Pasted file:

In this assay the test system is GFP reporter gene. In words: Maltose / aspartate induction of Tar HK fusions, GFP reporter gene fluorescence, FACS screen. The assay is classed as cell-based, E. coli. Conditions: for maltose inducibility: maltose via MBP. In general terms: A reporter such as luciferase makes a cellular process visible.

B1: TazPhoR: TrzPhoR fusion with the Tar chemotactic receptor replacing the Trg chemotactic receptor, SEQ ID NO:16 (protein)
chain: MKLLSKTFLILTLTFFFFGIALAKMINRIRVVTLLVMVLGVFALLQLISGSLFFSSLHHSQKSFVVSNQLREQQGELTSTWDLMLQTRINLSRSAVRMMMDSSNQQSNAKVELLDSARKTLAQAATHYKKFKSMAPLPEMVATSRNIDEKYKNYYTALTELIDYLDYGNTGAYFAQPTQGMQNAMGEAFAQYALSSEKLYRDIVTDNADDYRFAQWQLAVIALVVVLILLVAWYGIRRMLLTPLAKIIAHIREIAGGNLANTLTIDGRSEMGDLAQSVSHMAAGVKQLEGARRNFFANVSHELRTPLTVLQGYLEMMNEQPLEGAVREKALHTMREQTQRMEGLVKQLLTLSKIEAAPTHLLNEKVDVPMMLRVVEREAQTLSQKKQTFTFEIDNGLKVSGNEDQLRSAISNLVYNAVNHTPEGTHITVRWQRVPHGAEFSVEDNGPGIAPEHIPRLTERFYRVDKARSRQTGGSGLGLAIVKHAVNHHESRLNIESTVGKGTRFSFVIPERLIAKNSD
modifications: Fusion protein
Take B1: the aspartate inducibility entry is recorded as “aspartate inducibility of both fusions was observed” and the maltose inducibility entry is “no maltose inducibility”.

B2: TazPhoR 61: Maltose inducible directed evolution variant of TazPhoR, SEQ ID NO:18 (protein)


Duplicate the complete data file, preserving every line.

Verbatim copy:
In this assay the test system is GFP reporter gene. In words: Maltose / aspartate induction of Tar HK fusions, GFP reporter gene fluorescence, FACS screen. The assay is classed as cell-based, E. coli. Conditions: for maltose inducibility: maltose via MBP. In general terms: A reporter such as luciferase makes a cellular process visible.

B1: TazPhoR: TrzPhoR fusion with the Tar chemotactic receptor replacing the Trg chemotactic receptor, SEQ ID NO:16 (protein)
chain: MKLLSKTFLILTLTFFFFGIALAKMINRIRVVTLLVMVLGVFALLQLISGSLFFSSLHHSQKSFVVSNQLREQQGELTSTWDLMLQTRINLSRSAVRMMMDSSNQQSNAKVELLDSARKTLAQAATHYKKFKSMAPLPEMVATSRNIDEKYKNYYTALTELIDYLDYGNTGAYFAQPTQGMQNAMGEAFAQYALSSEKLYRDIVTDNADDYRFAQWQLAVIALVVVLILLVAWYGIRRMLLTPLAKIIAHIREIAGGNLANTLTIDGRSEMGDLAQSVSHMAAGVKQLEGARRNFFANVSHELRTPLTVLQGYLEMMNEQPLEGAVREKALHTMREQTQRMEGLVKQLLTLSKIEAAPTHLLNEKVDVPMMLRVVEREAQTLSQKKQTFTFEIDNGLKVSGNEDQLRSAISNLVYNAVNHTPEGTHITVRWQRVPHGAEFSVEDNGPGIAPEHIPRLTERFYRVDKARSRQTGGSGLGLAIVKHAVNHHESRLNIESTVGKGTRFSFVIPERLIAKNSD
modifications: Fusion protein
Take B1: the aspartate inducibility entry is recorded as “aspartate inducibility of both fusions was observed” and the maltose inducibility entry is “no maltose inducibility”.

B2: TazPhoR 61: Maltose inducible directed evolution variant of TazPhoR, SEQ ID NO:18 (protein)